Despite high adoption rates of cloud native technologies in recent years, enterprises have yet to cross the chasm to full adoption, but they’re quickly moving in that direction, according to initial results of a survey released by Canonical.
The report, which is still open for participation, has surveyed 1,200 global IT professionals so far on more than 40 topics about their usage of Kubernetes, bare metal, VMs, containers, and serverless applications.
The multi-dimensional nature of today’s cloud native technology
Showing the multi-dimensional nature of today’s cloud native technology landscape, the survey found that while 45.6 percent of respondents report using Kubernetes in production, only 15.7 percent use Kubernetes exclusively.
Nearly 30 percent run applications on a mix of bare metal, VMs and Kubernetes, 15.3 percent do so mostly on VMs with plans to fully migrate to Kubernetes, and 13.1 percent are on VMs and evaluating Kubernetes for deployment.
Nearly 78 percent of respondents reported at least one hybrid or multi-cloud use case in production in their organization. This number is likely higher than reported when teams consider SaaS or 3rd party managed services – those beyond what they directly manage themselves.
As adoption of hybrid and multi-cloud continues to grow, new challenges are arising, particularly around managing the sprawl of diverse bare metal, VM, and Kubernetes technologies, the survey found.
Operations are said to be the next big challenge, with businesses looking at automation through application rather than configuration management. To that end nearly 30 percent say that trying out operators is on their to-do list, with a further 17 percent already experimenting with them, and 14 percent using them in production.
The state of Kubernetes and cloud native technologies
- The top users of Kubernetes and cloud native technologies are SRE/DevOps engineers, followed by infrastructure architects, back-end developers, and full-stack developers.
- The most important goals in using Kubernetes and cloud native technologies are improved maintenance, monitoring, and automation (cited by 64.6 percent of users), modernizing infrastructure (46.4 percent), and faster time to market (26.5 percent).
- Asked what they consider the most valuable qualities of these technologies, respondents cited cutting-edge capabilities, developer productivity, elasticity and agility, global reach, open source, portability, reduced OpEx and CapEx, resource optimization, and simpler operations.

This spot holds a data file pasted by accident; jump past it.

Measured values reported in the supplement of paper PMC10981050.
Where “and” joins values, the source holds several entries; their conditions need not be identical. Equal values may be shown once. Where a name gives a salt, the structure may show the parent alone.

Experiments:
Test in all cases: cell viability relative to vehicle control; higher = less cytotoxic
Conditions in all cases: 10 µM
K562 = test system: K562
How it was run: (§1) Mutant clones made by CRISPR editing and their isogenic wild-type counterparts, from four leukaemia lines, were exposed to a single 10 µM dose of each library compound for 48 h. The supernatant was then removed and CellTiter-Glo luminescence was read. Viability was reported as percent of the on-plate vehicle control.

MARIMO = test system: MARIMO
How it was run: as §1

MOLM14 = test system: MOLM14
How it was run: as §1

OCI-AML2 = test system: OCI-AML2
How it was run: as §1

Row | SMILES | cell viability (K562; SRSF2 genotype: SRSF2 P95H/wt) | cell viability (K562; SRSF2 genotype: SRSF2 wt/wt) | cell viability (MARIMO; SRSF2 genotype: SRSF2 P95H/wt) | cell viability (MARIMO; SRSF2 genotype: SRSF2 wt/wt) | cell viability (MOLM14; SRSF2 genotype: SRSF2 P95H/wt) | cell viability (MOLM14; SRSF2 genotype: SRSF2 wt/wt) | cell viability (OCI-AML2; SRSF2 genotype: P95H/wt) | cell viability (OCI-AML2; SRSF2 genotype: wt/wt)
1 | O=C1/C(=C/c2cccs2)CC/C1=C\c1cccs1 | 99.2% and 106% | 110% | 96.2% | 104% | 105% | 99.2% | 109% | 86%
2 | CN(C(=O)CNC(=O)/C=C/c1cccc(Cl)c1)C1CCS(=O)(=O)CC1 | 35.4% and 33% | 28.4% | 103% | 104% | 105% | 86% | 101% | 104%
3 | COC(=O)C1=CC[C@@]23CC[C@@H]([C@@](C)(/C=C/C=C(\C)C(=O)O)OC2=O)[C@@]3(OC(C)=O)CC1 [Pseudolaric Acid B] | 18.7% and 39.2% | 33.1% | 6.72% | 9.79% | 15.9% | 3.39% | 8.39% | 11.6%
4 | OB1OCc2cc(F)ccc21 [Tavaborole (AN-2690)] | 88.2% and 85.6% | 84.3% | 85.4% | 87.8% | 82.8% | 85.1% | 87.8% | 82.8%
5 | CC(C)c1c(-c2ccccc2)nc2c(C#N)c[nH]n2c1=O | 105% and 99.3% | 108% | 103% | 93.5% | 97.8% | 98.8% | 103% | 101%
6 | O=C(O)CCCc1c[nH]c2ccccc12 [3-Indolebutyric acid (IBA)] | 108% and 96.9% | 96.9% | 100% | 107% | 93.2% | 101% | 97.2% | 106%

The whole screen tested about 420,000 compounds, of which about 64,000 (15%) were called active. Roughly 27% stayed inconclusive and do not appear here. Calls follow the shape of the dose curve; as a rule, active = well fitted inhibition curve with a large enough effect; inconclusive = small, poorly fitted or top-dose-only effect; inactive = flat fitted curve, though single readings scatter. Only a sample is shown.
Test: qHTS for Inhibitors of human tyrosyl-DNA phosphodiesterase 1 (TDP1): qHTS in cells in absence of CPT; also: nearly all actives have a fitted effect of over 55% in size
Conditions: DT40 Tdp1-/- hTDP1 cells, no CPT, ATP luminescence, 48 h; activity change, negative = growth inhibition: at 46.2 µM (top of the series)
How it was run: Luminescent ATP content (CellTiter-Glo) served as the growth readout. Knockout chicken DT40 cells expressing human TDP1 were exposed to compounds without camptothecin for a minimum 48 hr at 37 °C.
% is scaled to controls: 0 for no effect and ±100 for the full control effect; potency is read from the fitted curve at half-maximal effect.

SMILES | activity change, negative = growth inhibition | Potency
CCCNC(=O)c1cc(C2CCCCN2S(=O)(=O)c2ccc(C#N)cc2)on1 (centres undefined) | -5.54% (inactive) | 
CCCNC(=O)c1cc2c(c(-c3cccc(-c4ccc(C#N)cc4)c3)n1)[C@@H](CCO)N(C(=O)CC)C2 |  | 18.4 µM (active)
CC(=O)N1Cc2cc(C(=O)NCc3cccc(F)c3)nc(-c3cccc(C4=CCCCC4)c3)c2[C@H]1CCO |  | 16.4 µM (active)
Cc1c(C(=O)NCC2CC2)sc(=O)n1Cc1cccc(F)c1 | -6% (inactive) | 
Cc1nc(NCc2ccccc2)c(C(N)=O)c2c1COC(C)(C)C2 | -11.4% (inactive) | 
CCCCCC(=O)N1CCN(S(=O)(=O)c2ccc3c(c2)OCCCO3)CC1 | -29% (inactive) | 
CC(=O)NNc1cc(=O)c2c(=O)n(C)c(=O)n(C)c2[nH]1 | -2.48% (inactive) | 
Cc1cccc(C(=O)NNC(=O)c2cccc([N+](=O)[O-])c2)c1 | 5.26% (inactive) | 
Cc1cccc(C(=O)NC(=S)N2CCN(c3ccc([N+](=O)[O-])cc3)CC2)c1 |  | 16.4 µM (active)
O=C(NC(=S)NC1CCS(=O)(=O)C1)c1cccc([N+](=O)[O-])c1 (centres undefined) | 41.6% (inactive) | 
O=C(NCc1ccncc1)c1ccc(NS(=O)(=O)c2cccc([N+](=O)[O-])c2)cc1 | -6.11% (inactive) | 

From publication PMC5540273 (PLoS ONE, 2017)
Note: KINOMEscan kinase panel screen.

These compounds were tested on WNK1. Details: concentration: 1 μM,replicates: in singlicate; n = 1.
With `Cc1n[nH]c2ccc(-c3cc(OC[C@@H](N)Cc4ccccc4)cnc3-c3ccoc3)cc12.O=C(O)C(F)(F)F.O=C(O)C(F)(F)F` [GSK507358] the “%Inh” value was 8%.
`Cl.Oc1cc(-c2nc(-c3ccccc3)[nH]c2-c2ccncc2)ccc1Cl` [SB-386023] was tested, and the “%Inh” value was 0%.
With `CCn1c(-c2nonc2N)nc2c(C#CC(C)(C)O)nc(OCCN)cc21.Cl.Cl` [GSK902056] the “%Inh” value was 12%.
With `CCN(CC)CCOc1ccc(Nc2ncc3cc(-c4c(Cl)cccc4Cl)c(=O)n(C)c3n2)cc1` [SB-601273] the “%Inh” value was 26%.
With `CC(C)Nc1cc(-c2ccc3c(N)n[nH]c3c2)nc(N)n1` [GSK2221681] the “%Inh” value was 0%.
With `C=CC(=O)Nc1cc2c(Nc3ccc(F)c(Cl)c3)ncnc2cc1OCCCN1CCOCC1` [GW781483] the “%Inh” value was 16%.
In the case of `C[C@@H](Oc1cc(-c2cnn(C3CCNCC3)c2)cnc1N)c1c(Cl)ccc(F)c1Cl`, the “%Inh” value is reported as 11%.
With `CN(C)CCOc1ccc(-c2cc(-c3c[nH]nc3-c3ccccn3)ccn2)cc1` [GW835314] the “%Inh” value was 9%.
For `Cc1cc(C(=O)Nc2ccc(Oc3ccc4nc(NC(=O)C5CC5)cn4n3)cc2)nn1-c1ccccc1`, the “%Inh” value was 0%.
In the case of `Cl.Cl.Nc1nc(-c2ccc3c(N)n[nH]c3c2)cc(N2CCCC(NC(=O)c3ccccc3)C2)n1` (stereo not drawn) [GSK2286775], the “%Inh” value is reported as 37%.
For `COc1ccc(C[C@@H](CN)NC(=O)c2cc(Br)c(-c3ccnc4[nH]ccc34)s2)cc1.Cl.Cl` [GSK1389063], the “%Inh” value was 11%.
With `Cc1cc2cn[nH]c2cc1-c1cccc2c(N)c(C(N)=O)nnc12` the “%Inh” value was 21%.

- Most common use cases for hybrid and multi-cloud are acceleration of development and increased automation (20.7 percent of respondents), expanding cloud backup options to cut costs (13.3 percent), disaster recovery (12.6 percent), and clustering of mission-critical databases (5.5 percent).
- What are the top challenges Kubernetes brings to businesses? According to 54.5 percent of respondents, it’s lack of in-house skills. Next are company IT structure (37.3 percent), incompatibility with legacy systems (32.6 percent), difficulty training users (29.7 percent), security and compliance concerns (24.7 percent), and integrating cloud native applications together (19 percent).
Kelsey Hightower, a developer advocate at Google, said of the in-house skills concern, “They don’t realize they already have a lot of the required skills. Kubernetes is not where these skills originated… (These are) new terms used for older concepts. Many people lack confidence, because they believe that the fundamentals have changed somehow.”
On the other hand, said Alexis Richardson, CEO of Weaveworks, “When people worry about the basics, i.e. security, costs, resources, observability and configuration, this is an indication that they haven’t yet crossed the chasm of full enterprise adoption.”
In a lighter note in the report, 22.5% of respondents said making coffee is the one thing they would like to do with K8s and currently can’t. Eleven percent said “I can do everything I need using Kubernetes”, an attitude Richardson humorously described as “Kubris.”